To reach their conclusions on BlueWalker 3’s impact on astronomy and the visibility of the night sky, the researchers ran an international campaign to collect sky observation data from both amateur and professional stargazers across the world. This included statistics from the United States, Morocco, Chile, Aotearoa New Zealand, Mexico and the Netherlands. According to the study, visual observations made before BlueWalker 3 launched indeed indicated the satellite would be “particularly bright,” but it wasn’t until post-deployment that scientists could really see the impact.
Once BlueWalker 3’s antenna array was totally unfolded in space, its brightness reached a peak magnitude of about 0.4. In this centuries-old magnitude system, smaller numbers are brighter than larger numbers — a magnitude 0 object is 100 times brighter than a magnitude 5 object. Super bright objects can even go into the negatives (a full moon has a magnitude of around -12.6, while the sun shines around magnitude -27).
For context, most satellite constellations we can see in space have magnitudes between 4 and 6, the study states, likening BlueWalker 3’s magnitude of 0.4 to the stars Procyon and Achernar. These stellar bodies appear to us on Earth as the brightest stars in the constellations Canis Minor and Eridanus, respectively.
Giant antenna array aside, even the satellite’s Launch Vehicle Adapter itself appeared to reach a brightness of about magnitude 5.5, which the team says is four times brighter than the current International Astronomical Union recommendation of magnitude 7. In part, this recommendation is based on a brightness level that’s expected to be particularly challenging for observations with the Vera C. Rubin Observatory’s LSSTCamera when it begins its decade-long survey of the southern sky next year, among other things.
“Fainter than this limit would allow either the use of software such as AI to remove the satellite from an image whilst recovering the astronomical data underneath, or at least to mask the affected pixels,” Tregloan-Reed said. “Above this limit means that the satellite will most likely saturate the pixels, making it impossible to recover the data underneath the satellite.”
BlueWalker 3 is over 400 times brighter than that target.
“At the moment, essentially all constellation satellites are brighter than the 7th magnitude recommendation set by the IAU,” Eggl said. “So, in some sense, they are all troubling. Their aggregate effect on sky brightness is yet another issue.”
Starlink satellites, for instance, are individually only about 0.7% as bright as BlueWalker 3 (yes, they’re still visible to the unaided eye in the night sky) yet SpaceX wishes to create a constellation of about 40,000 of them, Tregloan-Reed said: “The overall impact, particularly to the sky glow, is worrisome.”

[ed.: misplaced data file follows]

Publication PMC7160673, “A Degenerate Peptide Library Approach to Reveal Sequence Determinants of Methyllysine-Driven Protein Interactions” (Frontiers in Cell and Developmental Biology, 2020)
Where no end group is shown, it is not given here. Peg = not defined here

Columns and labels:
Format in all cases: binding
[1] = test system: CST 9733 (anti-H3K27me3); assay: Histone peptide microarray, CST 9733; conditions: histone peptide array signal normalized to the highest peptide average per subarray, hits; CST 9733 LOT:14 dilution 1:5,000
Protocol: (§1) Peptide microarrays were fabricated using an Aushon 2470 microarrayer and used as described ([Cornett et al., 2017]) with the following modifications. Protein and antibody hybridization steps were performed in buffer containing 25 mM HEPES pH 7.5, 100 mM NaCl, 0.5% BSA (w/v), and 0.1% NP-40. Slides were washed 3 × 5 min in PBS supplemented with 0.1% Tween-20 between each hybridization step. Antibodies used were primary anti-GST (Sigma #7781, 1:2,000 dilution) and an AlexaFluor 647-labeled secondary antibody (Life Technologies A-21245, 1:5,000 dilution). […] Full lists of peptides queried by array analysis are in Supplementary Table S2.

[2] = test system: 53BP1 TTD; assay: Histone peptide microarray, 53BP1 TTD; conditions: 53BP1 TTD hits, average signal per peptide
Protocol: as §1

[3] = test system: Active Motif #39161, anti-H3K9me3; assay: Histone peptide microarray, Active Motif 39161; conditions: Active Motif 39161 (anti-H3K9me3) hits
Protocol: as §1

Now what do we do?
Ultimately, the goal of the team’s work is to bring attention to this issue in an effort to encourage both scientists and satellite engineers to think about how to protect our dark skies.
Satellite manufacturers should find ways to mitigate the brightness these modules emit in low-Earth orbit, the team says, but telescope facilities ought also to consider ways of working around the brightness issue. “On the one hand, astronomers are pretty experienced at dealing with ‘noise’ in our data,” Rawls said, thinking about unwanted signals from moonlight, camera electronics, clouds and terrestrial light pollution, for instance.
So, BlueWalker 3 is just one more source of noise to contend with.
Rawls also mentioned that scientists are already developing various tools to combat the issue such as what are known as image analysis pipelines, streak identification programs and telescope scheduling algorithms.
“On the other hand,” she added, “building all of these tools requires real resources and would not be necessary if the sky were not filling with bright satellites at an astonishing rate.”
Tregloan-Reed also suggested a few solutions for satellite engineers to consider, one of which is quite interesting. The concept basically requests mirroring the satellite market with the energy market, where consumers can select what energy supplier they wish to use based on the suppliers’ green credentials.
For instance, satellite operators can advertise that their satellite constellation has the lowest impact to the night sky, which would hopefully help consumers make more informed choices about which of these constellations’ services, if any, they want to use. Another idea would be to target geostationary orbit rather than low-Earth orbit for satellite constellations.
“If BlueWalker 3 was placed in GEO at an altitude of 35,000 kilometers instead of its current 500 kilometers, it would instantly become 0.02% of its current brightness, an order of magnitude fainter than the 7th magnitude limit set by the IAU,” he said.
To start aiding astronomers in avoiding noise in their data, the team also made sure to look into how brightness levels of BlueWalker 3’s array changed depending on the satellite’s location. Potentially, this could help observatories plan for how to conduct astronomical research in a future in which the night sky is overwhelmed with an abundance of artificial light.
“Most surfaces are naturally reflective to some degree, and the type of reflection and how bright it appears at various locations on Earth is tricky to accurately predict ahead of time,” Rawls said. “It is not necessarily something you would think of when you sit down to design a satellite.”
“Preserving dark skies has to be a priority for darkening mitigations to be developed, tested, and deployed.”
The paper was published on Oct. 2 in the journal Nature.